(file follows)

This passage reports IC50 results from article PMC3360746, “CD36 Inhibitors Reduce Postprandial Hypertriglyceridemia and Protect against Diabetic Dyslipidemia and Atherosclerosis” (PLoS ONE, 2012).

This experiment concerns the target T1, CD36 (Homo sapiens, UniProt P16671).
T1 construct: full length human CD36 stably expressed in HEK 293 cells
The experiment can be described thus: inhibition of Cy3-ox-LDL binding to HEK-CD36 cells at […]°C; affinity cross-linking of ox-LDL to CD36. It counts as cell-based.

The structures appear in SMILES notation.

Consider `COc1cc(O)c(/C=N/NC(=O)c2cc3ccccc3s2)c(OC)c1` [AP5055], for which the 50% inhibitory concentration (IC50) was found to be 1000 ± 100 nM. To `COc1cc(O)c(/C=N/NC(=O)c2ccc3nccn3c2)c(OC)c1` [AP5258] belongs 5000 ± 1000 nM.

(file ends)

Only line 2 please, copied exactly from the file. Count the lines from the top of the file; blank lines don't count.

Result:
This experiment concerns the target T1, CD36 (Homo sapiens, UniProt P16671).